Department of Medical Microbiology & Immunology
University of Alberta
Department of Medicine & Dentistry
6-142F Katz Group Centre
Edmonton, Alberta T6G 2E1
Phone: (780) 492-3119
Fax: (780) 492-7521
- Assistant Professor, Department of Medical Microbiology & Immunology, University of Alberta
- Canada Research Chair in Viral Pathogenesis Tier II
Respiratory Virus Infection - Our laboratory investigates the virology and host-cell response to respiratory virus infections. Viruses that infect the airways and lungs, like seasonal influenza and Respiratory Syncytial Virus (RSV) are the greatest causes of pediatric hospital admissions in North America. Pandemic influenza causes significant morbidity and mortality in the young and elderly alike, and the 2009 H1N1 influenza pandemic taught us many lessons about the enhanced susceptibility of individuals with preexisting health conditions to respiratory virus infections. However, there is still much that needs to be learned about influenza, RSV and the host cell response to respiratory viral infection (to understand how the viruses make us sick). We investigate the cellular receptor proteins that viruses need to use to enter the host cell (viruses use their cellular receptor much like a lock and key to enter a host cell), and the cellular signalling queues activated by incoming virus particles that initiate the virus entry program into the host cell. Furthermore, while investigating interactions of drugs with viruses we have discovered that some drugs can enhance viral infection by creating a cell-signalling environment that is favourable to virus replication. By investigating viral replication and the host response to virus infection we can understand viral pathology, develop the basis for new treatments and refine existing treatment methods.
Respiratory Syncytial Virus Receptors - Our discovery of the Respiratory Syncytial Virus (RSV) receptor, nucleolin, has led to us investigating the interactions between nucleolin and RSV. Virus receptors are logical therapeutic targets since virus-receptor binding is the first step of the virus replication cycle; blocking virus replication before it starts. Nucleolin is a protein that exists throughout the cell, in the nucleus, cytoplasm and on the plasma membrane of airway epithelial cells. At the plasma membrane, nucleolin interacts with the RSV fusion protein (RSV-F) to trigger entry of RSV into bronchial epithelial cells that line the airway. Binding by RSV to cellular receptors leads to activation of cellular signalling queues, triggered by the entering virus to stimulate internalization of virus particles into the cell. Our research team is investigating the signalling triggered by receptor binding and how these events lead to successful virus infection. More importantly, we are developing ways to block virus signalling that is required for virus replication as the basis for new antiviral drugs. Virus receptor binding and virus entry signalling queues are desirable facets of investigation because synthetic molecules can block them, leading to new antiviral drugs.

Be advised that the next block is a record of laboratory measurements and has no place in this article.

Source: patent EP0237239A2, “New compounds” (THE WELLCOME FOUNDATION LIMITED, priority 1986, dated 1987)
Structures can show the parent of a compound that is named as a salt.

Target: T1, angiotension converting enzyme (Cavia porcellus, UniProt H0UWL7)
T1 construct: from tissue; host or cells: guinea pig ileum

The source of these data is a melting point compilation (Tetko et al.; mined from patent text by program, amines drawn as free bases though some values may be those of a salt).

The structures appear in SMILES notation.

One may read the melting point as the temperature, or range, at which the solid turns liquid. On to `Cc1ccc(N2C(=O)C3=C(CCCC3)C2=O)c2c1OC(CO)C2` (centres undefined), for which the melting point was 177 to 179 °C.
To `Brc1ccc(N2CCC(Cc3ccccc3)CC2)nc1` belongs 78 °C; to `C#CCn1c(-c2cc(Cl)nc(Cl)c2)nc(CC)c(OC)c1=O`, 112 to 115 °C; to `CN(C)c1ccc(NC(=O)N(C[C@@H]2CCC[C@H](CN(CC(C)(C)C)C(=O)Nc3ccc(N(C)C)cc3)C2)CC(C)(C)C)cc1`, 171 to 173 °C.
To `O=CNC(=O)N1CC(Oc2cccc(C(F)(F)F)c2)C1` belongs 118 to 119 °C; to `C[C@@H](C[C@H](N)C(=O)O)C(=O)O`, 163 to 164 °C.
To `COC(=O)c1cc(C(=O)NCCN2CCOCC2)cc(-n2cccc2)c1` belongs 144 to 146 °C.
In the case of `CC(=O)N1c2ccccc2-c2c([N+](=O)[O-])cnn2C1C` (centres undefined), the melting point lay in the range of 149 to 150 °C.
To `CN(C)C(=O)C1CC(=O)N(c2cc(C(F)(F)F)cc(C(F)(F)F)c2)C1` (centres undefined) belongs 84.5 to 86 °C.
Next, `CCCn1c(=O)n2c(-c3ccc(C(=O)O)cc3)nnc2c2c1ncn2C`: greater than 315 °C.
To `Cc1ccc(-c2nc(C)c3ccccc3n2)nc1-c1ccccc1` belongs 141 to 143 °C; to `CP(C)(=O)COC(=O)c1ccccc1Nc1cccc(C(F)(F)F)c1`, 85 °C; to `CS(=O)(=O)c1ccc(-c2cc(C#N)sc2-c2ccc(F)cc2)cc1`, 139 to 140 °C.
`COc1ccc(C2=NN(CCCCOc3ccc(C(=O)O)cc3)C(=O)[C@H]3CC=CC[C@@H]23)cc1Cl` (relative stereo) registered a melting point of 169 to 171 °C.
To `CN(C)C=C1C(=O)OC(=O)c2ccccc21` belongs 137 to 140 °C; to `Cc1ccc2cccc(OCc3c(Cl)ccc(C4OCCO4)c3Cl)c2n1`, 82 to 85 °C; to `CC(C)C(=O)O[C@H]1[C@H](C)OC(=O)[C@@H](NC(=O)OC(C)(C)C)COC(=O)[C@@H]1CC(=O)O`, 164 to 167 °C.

Investigating Respiratory Viruses - To investigate respiratory virus infections our laboratory uses several different methods of assay. New virus-host interactions are discovered using proteomic (mass spectrometry) and genomic approaches (ChIP-SEQ, siRNA screens) to identify novel pathways and processes. Confocal immunofluorescence imaging is used to observe these new virus-host interactions, like virus entry and the dynamics of virus-cell receptor interactions. Imaging, biochemical assays and infectivity studies are all mutually supportive of new biological models of virus infection. Finally, we use imaging for direct observation of, not only virus interactions with the cell but the action of new antivirals on virus replication to verify antiviral mechanisms.
Figure 3. Model of Respiratory Syncytial Virus (RSV) binding its nucleolin receptor and virus entry.
1. Farnoosh Tayyari*, David Marchant*, Theo Moraes, Wenming Duan, Peter Mastrangelo, Richard G Hegele†. Identification of Nucleolin as a cellular receptor for Respiratory Syncytial Virus. Nature Medicine. Aug 14;17(9):1132-5. 2011.
2. David Marchant, Gurpreet Singerha, Jonathan Boyd, Soraya Utokaparch, Zongshu Luo, Xioaning Si, Delbert R. Dorscheid, Bruce M McManus and Richard G Hegele. Toll-Like Receptor 4 Mediated p38 Mitogen Activated Protein Kinase Activation is a Determinant of Virus Tropism. Journal of Virology. Nov;84(21):11359-73. 2010.
3. Farshid S. Garmaroudi, David Marchant, Xiaoning Si, Abbas Khalili, Brian W. Wong, Aline Tabet, Raymond Ng, Kevin Murphy, Honglin Luo and Bruce M. McManus. Pairwise network mechanisms in the host signaling response to coxsackievirus B3 infection, Proceedings of the National Academy of Sciences (USA), 2010 Sep 28;107(39):17053-8. Epub 2010 Sep 10
4. David Marchant, Xiaoning Si, Alhousseynou Sall, Thomas Abraham, Winnie Wu, Zongshu Luo, Tamar Petersen, Richard G Hegele and Bruce M McManus. ERK MAP kinase activated Arf6 trafficking is detrimental to CVB3 infection of HeLa cells. Journal of General Virology, Apr;90(Pt 4):854-862. (2009).
5. David Marchant*, Ying Dou*, Honglin Luo*, John E McDonough, Xiaoning Si, Elizabeth Walker, Zongshu Luo, Arash Tehrani, Anders Arner, Richard G Hegele, Ismail Laher, and Bruce M McManus. Bosentan Improves Cardiac Function while Enhancing Viral Load via p38 MAP Kinase Activation during Coxsackievirus-Induced Myocarditis. Circulation Research, Mar 27;104(6):813-21 (2009).
Farnoosh Tayyari*, David Marchant* and Richard G Hegele*. A novel cell surface receptor for Human Respiratory Syncytial Virus. 09-123. USPTO number, US 61/202,791.
Members of our team:
- Leanne Bilawchuk (Laboratory Manager)
- Cameron Griffiths (Graduate Student)
- Lionel Jensen (Graduate Student)